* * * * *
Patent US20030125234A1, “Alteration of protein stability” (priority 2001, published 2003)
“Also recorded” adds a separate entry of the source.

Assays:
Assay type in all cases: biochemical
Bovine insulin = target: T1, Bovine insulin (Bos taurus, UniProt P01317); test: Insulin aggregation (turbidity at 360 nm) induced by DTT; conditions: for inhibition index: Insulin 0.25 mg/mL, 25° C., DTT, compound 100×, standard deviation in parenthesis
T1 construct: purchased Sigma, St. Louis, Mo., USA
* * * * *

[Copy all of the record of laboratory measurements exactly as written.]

Patent US20030125234A1, “Alteration of protein stability” (priority 2001, published 2003)
“Also recorded” adds a separate entry of the source.

Assays:
Assay type in all cases: biochemical
Bovine insulin = target: T1, Bovine insulin (Bos taurus, UniProt P01317); test: Insulin aggregation (turbidity at 360 nm) induced by DTT; conditions: for inhibition index: Insulin 0.25 mg/mL, 25° C., DTT, compound 100×, standard deviation in parenthesis
T1 construct: purchased Sigma, St. Louis, Mo., USA